TOKYO/SAN FRANCISCO, Nov 30 (Reuters) - Japanese billionaire
Kazuo Okada's Universal Entertainment funnelled at
least $30 million to an ex-consultant for the Philippines gaming
authority who is now at the center of a bribery investigation,
according to sources and company records.
The sum is six times the amount initially confirmed by
Reuters and could, if found to be bribery, result in Okada being
stripped of his firm's casino license in the Philippines and
also jeopardise his gaming license in Las Vegas.
A Hong Kong firm established by Okada's Universal sent the
money to Manila-based consultant Rodolfo Soriano in a series of
payments in the first half of 2010, according to a review of
company records and interviews with more than a dozen current
and former employees and people familiar with the investigation.
Soriano, who has close ties to key members of the
administration of former Philippine President Gloria
Macapagal-Arroyo, received the payments as Universal was
lobbying for tax and other government concessions to boost the
profitability of a $2 billion casino it was developing on Manila
Soriano is now under investigation by the Philippine
Department of Justice which has created an inquiry panel on the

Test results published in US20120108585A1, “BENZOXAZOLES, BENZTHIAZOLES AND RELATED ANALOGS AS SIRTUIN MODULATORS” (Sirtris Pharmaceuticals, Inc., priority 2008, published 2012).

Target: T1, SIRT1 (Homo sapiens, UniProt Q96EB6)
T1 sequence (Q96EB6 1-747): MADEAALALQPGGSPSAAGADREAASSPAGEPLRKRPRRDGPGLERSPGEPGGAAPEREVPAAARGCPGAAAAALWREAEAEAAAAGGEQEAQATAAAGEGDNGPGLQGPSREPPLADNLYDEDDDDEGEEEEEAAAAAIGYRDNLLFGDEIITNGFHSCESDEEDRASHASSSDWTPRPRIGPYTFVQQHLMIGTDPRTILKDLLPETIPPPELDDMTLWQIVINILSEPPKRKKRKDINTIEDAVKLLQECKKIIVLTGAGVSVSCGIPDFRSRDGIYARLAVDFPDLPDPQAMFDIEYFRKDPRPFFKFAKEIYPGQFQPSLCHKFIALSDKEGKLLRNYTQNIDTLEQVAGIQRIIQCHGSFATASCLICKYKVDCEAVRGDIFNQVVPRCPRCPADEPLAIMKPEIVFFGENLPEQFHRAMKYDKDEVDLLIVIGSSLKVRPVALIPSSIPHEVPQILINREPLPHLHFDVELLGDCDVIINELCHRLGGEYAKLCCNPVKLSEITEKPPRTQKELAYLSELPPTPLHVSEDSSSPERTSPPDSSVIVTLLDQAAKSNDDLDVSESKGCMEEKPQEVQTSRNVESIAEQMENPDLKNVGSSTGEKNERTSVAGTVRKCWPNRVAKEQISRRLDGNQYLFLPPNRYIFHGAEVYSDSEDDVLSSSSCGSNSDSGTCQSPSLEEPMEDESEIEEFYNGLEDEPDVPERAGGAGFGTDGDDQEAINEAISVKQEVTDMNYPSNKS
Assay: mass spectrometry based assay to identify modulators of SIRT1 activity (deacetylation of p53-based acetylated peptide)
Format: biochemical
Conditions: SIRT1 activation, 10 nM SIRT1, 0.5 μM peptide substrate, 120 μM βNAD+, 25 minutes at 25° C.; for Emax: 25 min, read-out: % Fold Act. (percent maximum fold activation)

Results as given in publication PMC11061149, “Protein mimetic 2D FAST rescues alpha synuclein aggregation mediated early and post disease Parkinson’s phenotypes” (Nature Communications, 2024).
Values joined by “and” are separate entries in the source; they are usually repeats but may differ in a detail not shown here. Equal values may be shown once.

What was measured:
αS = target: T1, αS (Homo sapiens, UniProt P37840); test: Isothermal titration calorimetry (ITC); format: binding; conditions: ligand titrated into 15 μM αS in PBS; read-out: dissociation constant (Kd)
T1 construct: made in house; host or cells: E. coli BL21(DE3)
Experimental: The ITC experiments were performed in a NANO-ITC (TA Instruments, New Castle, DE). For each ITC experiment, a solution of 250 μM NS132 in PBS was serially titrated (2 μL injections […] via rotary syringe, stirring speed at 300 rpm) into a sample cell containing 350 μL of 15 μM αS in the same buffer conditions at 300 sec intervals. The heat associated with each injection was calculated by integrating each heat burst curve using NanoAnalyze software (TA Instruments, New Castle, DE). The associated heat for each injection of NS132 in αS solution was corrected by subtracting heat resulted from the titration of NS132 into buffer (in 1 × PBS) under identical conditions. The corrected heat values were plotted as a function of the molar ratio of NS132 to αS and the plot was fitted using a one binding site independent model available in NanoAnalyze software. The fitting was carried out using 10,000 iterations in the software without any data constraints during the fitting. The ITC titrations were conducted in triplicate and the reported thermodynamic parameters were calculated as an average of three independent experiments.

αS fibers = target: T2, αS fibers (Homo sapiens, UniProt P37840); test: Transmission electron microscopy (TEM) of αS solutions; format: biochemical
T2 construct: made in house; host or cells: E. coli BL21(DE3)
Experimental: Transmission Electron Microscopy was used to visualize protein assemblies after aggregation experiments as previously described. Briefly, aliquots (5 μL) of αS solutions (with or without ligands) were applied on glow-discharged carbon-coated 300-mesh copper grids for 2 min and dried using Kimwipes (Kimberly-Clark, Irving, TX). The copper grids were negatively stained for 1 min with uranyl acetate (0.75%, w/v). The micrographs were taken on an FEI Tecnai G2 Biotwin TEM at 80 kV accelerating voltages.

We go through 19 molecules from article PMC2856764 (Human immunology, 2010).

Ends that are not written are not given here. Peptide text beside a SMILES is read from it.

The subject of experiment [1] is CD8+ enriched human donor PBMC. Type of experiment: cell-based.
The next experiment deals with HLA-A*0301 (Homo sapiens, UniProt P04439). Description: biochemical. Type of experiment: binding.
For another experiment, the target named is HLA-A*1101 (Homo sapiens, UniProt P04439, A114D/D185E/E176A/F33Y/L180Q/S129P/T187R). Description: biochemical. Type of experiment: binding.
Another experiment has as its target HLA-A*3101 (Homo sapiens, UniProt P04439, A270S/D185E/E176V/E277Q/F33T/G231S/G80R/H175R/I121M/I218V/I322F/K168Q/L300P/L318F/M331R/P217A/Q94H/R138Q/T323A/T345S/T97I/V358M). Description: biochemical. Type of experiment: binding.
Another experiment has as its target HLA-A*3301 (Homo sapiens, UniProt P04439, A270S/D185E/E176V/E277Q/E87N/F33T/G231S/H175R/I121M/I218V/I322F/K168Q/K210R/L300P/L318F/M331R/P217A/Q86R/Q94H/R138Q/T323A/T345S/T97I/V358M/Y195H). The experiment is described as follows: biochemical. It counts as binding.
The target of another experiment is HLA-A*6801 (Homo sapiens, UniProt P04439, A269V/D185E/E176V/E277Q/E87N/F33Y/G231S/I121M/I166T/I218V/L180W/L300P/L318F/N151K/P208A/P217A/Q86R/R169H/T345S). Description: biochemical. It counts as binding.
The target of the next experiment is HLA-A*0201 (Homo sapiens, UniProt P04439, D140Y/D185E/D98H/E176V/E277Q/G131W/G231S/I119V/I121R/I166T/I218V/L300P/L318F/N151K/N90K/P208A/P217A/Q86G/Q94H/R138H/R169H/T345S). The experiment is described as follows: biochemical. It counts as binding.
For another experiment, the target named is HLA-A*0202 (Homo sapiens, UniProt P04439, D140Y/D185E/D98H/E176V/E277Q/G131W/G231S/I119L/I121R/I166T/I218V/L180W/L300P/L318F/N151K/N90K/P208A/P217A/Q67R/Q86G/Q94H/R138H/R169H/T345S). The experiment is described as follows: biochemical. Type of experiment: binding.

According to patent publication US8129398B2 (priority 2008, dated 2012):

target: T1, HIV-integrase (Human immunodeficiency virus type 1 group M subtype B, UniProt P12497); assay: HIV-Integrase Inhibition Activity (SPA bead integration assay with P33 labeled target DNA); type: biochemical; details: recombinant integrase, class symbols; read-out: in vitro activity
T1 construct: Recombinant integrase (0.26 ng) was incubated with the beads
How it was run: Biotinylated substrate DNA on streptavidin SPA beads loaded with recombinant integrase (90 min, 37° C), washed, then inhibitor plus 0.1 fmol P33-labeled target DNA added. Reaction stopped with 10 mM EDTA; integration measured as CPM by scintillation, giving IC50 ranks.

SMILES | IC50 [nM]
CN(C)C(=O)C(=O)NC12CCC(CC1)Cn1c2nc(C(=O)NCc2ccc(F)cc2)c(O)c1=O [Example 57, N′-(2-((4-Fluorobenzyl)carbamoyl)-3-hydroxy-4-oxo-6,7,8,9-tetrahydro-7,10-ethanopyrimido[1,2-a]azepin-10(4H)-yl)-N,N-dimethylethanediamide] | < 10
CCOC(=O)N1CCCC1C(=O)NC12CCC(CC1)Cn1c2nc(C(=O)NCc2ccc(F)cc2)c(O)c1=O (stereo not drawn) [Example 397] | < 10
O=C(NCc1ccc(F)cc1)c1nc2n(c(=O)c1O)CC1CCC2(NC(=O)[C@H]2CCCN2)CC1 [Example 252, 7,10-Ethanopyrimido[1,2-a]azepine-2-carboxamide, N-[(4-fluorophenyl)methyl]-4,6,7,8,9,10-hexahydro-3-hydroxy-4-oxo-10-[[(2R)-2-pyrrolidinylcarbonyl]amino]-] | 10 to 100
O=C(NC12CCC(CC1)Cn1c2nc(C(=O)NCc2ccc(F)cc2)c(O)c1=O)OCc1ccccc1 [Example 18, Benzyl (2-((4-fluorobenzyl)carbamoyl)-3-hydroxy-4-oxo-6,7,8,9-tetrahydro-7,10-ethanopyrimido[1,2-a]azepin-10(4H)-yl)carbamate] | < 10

payments with a target to submit findings within the next month.
Universal, a Tokyo-based maker of gaming machines majority
owned by an Okada family trust, had no comment through its
lawyer, Yuki Arai. Soriano could not be reached for comment.
In addition to the investigation in the Philippines, the
Universal payments are being probed by U.S. gaming regulators,
with the Nevada Gaming Control Board likely to call the
70-year-old billionaire to give evidence at a closed-door
investigative hearing, people familiar with the matter said.
Soriano's powerful connections included Arroyo's husband,
Jose Miguel, with whom he had travelled to Las Vegas in 2009.
Soriano was an early partner in Okada's Philippine project,
and Universal documents describe him as the "personal secretary"
to Efraim Genuino, former head of gambling regulator the
Philippine Amusement and Gaming Corporation (PAGCOR).
Jose Miguel Arroyo, a lawyer by training, could not be
reached for comment. His spokesman, lawyer Ferdinand Topacio,
said he was unaware of any business dealings between Jose Miguel